@elonmusk replied to a tweet from Wall Street Journal journalist Tim Higgins to say:

Robots won’t kill all automotive jobs imminently

By contrast, Tesla’s “lights-out” or fully automated vision may be more fitting with the
current zeitgeist, but we worry it is overlooking the importance of the human touch (and
could also lead to exploding capital intensity and complexity). We strongly believe
traditional carmakers are more focused on the social-economic demands of manufacturing,
than their Silicon Valley peer. And as a result, Tesla CEO Elon Musk highlighted at FY17
results that he is living through “production hell” and is now back to sleeping on the factory
floor. By contrast, we expect the ramp of BEVs (battery electric vehicles) from traditional
OEMs in the coming years to be efficient, profitable and on target.

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Barclays | Global Autos & Auto Parts

"Yes, excessive automotion at Tesla was a

mistake. To be precise, my mistake.
Humans are underrated." @elonmusk (in
reply to timkhiggins) 8,54pm, 13 April

….German Automakers actually know how to make great

vehicles (ICE or EV) efficiently
We believe there is an We believe there is an Industrial Revolution occurring in the German auto industry but it is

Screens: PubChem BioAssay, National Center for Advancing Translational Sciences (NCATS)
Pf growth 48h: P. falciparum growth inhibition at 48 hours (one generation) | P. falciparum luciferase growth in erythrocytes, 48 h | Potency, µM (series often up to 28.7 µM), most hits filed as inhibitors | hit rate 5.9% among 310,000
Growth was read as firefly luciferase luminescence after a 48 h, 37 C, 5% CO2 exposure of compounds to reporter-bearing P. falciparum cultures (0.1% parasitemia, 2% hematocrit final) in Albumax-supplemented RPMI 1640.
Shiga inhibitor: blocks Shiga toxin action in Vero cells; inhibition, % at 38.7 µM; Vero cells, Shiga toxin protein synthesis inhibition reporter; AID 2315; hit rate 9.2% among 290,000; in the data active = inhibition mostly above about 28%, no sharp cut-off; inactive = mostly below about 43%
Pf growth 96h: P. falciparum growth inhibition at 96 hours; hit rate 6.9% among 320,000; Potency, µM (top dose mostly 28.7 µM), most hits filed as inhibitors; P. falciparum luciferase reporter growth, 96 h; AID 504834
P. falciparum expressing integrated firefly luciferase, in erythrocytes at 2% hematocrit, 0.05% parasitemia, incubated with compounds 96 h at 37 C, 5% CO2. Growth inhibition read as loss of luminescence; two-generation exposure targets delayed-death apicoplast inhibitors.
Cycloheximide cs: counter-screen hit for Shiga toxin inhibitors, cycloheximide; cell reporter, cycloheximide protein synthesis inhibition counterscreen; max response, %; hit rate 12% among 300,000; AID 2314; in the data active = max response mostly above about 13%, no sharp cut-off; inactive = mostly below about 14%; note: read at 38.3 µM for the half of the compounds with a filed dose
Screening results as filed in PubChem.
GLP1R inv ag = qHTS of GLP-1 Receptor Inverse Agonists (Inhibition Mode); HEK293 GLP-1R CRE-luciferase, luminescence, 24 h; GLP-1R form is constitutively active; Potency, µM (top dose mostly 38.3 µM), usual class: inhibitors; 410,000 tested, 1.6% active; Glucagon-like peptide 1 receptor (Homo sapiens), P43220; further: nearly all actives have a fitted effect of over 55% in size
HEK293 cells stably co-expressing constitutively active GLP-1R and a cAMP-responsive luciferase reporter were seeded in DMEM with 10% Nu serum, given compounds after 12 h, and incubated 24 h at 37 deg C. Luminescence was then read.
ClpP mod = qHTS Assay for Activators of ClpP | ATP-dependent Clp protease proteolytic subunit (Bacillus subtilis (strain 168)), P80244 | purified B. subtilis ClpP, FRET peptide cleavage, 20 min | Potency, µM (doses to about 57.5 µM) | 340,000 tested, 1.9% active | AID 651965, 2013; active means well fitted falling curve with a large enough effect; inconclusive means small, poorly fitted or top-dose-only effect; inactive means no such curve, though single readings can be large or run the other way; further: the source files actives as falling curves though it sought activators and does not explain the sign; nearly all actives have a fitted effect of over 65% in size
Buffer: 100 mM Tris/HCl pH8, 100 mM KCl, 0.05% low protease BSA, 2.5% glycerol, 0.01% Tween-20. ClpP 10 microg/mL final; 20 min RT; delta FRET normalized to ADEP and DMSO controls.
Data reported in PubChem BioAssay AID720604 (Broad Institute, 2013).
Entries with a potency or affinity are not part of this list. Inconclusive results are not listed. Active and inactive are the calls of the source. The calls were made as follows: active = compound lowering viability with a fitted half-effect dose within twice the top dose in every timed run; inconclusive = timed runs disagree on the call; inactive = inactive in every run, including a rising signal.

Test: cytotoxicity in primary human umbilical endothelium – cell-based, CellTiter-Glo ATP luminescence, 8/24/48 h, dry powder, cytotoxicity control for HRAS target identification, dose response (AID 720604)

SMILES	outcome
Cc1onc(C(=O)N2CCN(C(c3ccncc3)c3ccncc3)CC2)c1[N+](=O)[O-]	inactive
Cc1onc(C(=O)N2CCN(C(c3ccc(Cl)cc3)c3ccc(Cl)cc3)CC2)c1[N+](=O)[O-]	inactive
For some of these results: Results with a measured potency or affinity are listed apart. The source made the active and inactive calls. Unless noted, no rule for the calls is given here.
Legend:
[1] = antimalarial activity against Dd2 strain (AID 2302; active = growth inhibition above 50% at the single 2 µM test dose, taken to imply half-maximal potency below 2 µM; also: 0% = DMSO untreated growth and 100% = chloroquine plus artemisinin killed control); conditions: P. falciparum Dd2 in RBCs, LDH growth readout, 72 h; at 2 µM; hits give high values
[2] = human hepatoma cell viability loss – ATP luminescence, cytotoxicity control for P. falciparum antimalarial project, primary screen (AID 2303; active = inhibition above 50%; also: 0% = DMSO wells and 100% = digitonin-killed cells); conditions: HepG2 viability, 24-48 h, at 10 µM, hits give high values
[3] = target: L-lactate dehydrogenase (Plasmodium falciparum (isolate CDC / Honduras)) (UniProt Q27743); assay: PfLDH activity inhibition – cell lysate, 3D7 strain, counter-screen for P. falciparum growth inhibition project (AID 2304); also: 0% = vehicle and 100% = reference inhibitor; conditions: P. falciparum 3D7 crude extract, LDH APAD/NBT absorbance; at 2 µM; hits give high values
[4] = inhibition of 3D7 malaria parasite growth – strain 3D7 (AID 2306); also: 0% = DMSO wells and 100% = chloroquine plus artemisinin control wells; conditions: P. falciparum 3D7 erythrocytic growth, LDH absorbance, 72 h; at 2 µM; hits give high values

Industrial Revolution occurring about perfecting the combination of human and robot, not about removing all human
in the German auto industry but elements from the production system. German carmakers are also fully focused on
it is about the perfect synthesis digitalisation within the manufacturing process, but we think valuations do not reflect any
of human and robot, not about belief in the success of new BEV launches or superior production efficiencies to start-up peers.
removing all human elements
Traditional OEMs taking the fight to Tesla with a raft of new BEV launches
from the production system
The German OEM’s may be There is no denying that Tesla has been a major disruptive force in the automotive industry
losing the PR war but that over the last few years and garnered reams of press space over the same period. If we were
doesn’t mean they won’t win to judge a car brand’s performance by the number of re-tweets or clicks, Tesla would trump
on EV production efficiency the German car industry hands down. And of course, more importantly for investors, the
(and therefore profitability) market cap of c.$50bn (or c.$500k/car produced last year) highlights that the PR machine of
Tesla has done a better job at convincing the market of the business’ potential future worth,
than the incumbent OEMs, with BMW’s market cap per car produced at a mere €23k and
GM’s at only $8.3k. But that's before the ramp of new, exciting BEVs (battery electric vehicles)
that's coming over the next few years, just as Tesla is struggling to mass produce the Model 3.

There are two key points we plan to explore in more detail in this report: